From Wikipedia, the free encyclopedia
Jump to: navigation, search
For the prophetic book, see Book of Haggai.
For other people named Haggai, see Haggai (disambiguation).
Russian icon of Haggai, 18th century (Iconostasis of Kizhi monastery, Karelia, Russia).

Haggai /ˈhæɡi./[1] (Hebrew: חַגַּי‎‎, Ḥaggay or Hag-i, Koine Greek: Ἀγγαῖος; Latin: Aggaeus) was a Hebrew prophet during the building of the Second Temple in Jerusalem, and one of the twelve minor prophets in the Hebrew Bible and the author of the Book of Haggai. His name means "my holiday". He was the first of three post-exile prophets from the Neo-Babylonian Exile of the House of Judah (with Zechariah, his contemporary, and Malachi, who lived about one hundred years later), who belonged to the period of Jewish history which began after the return from captivity in Babylon.

Scarcely anything is known of his personal history. He may have been one of the captives taken to Babylon by Nebuchadnezzar. He began his ministry about sixteen years after the return of the Jews to Judah (ca. 520 BC). The work of rebuilding the temple had been put to a stop through the intrigues of the Samaritans. After having been suspended for eighteen years, the work was resumed through the efforts of Haggai and Zechariah.[2] They exhorted the people, which roused them from their lethargy, and induced them to take advantage of a change in the policy of the Persian government under Darius the Great.

The name Haggai, with various vocalizations, is also found in the Book of Esther, as a eunuch servant of the Queen.

Haggai and officials of his time[edit]

Haggai supported the officials of his time, specifically Zerubbabel, the governor, and Joshua the High Priest. In the Book of Haggai, God refers to Zerubbabel as "my servant" as King David was, and says he will make him as a "signet ring," as King Jehoiachin was (Haggai 2:23; cf. Jer 22:24). The signet ring symbolized a ring worn on the hand of Yahweh, showing that a king held divine favour. Thus, Haggai is implicitly, but not explicitly, saying that Zerubbabel would preside over a restored Davidic kingdom.[3]

Haggai in Jewish tradition[edit]

Haggai, in rabbinic writing, is often referred to as one of the men of the Great Assembly. The Babylonian Talmud (5th century CE) mentions a tradition concerning the prophet Haggai,[4] saying that he gave instruction concerning three things: (a) that it is not lawful for a man whose brother married his daughter (as a co-wife in a polygamous relationship) to consummate a levirate marriage with one of his deceased brother's co-wives (a teaching accepted by the School of Hillel, but rejected by the School of Shammai);[5] (b) that Jews living in the regions of Ammon and Moab separate from their produce the poor man's tithe during the Sabbatical year; (c) that they accept of proselytes from the peoples of Tadmor (Palmyra) and from the people of Ḳardu.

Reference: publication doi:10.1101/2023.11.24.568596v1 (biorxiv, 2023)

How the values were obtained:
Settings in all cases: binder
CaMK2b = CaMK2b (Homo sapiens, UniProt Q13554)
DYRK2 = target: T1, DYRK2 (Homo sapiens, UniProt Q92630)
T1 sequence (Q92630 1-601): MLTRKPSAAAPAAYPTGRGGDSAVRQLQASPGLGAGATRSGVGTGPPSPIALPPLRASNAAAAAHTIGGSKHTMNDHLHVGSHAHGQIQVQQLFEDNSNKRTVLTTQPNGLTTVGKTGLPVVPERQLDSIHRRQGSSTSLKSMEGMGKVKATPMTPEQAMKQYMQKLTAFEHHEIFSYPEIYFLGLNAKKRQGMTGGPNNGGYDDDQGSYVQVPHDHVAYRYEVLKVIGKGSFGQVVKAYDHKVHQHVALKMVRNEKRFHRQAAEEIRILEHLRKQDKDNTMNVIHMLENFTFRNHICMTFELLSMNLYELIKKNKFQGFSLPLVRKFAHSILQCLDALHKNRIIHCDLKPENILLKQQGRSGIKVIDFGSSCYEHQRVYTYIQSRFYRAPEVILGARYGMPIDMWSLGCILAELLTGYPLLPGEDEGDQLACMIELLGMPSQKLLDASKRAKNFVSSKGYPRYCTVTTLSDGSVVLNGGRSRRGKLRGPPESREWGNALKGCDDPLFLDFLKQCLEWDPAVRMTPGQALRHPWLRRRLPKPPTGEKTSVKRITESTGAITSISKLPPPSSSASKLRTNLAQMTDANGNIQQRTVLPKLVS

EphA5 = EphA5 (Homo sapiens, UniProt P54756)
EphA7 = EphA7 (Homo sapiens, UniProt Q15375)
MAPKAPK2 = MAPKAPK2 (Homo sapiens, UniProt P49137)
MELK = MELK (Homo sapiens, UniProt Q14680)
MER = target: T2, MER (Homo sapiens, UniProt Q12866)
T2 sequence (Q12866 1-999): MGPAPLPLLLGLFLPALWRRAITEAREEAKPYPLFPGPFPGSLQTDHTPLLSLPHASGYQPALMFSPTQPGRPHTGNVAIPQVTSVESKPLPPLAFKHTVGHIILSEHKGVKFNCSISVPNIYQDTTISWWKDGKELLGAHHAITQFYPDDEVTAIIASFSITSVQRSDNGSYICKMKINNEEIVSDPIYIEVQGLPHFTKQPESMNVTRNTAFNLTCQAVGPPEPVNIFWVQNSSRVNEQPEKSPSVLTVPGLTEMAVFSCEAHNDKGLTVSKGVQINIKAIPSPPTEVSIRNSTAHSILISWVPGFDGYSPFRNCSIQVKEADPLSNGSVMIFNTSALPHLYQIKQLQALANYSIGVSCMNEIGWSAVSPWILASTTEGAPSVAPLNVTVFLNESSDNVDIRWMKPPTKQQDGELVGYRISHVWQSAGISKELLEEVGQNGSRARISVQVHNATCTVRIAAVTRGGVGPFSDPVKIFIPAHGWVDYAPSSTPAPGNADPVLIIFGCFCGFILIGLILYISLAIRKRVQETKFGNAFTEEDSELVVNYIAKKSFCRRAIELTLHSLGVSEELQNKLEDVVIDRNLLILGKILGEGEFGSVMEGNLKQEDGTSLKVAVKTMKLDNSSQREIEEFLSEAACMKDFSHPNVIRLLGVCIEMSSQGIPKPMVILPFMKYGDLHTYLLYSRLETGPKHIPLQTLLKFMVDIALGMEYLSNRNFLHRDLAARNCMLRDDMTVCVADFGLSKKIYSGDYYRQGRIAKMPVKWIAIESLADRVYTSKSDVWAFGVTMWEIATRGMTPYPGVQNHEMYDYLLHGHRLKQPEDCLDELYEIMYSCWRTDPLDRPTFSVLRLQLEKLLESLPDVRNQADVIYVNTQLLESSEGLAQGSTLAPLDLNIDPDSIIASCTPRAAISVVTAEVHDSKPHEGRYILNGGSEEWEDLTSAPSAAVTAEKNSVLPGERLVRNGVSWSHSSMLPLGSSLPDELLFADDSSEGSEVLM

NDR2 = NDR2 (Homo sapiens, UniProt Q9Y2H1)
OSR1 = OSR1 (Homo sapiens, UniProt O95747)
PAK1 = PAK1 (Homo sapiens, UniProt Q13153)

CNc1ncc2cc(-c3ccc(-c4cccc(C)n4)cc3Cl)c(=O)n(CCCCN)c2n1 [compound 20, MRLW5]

Liturgical commemoration[edit]

On the Eastern Orthodox liturgical calendar, Haggai is commemorated as a saint and prophet. His feast day is December 16 (for those churches which follow the traditional Julian Calendar, December 16 currently falls on December 29 of the modern Gregorian Calendar). He is also commemorated, in common with the other righteous persons of the Old Testament, on the Sunday of the Holy Fathers (the Sunday before the Nativity of the Lord).

Haggai is commemorated with the other Minor prophets in the Calendar of saints of the Armenian Apostolic Church on July 31.

Haggai in Freemasonry[edit]

In the Masonic degree of Holy Royal Arch Haggai is one of the Three Principals of the Chapter. Named after Haggai the prophet and is supported by Zerubbabel, Prince of the People, and Joshua, the son of Josedech, the High Priest.

See also[edit]


  1. ^ Alternatively, /ˈhæɡ/.
  2. ^ Ezra 6:14
  3. ^ Coogan, Michael (2009). A Brief Introduction to the Old Testament. Oxford: Oxford University Press. p. 346. ISBN 0195332725. 
  4. ^ Babylonian Talmud (Yebamot 16a)
  5. ^ A quintessential Jewish teaching, since it is lawful for a Jewish man to marry his brother's daughter, or his sister's daughter. Likewise, polygamy was permitted under Mosaic law, as also the biblical injunction to take in marriage the wife of one's deceased brother (Heb. Yibum = levirate marriage) when they had no offspring. The problem, however, that arises here is that a man whose daughter was married to his brother, had his brother died childless, he (the living brother who is the father of his brother's wife) could not consummate a marriage with his own daughter, a thing prohibited in Jewish law, and therefore even the co-wives of his brother assume the same prohibition and are forbidden for him to marry.

External links[edit]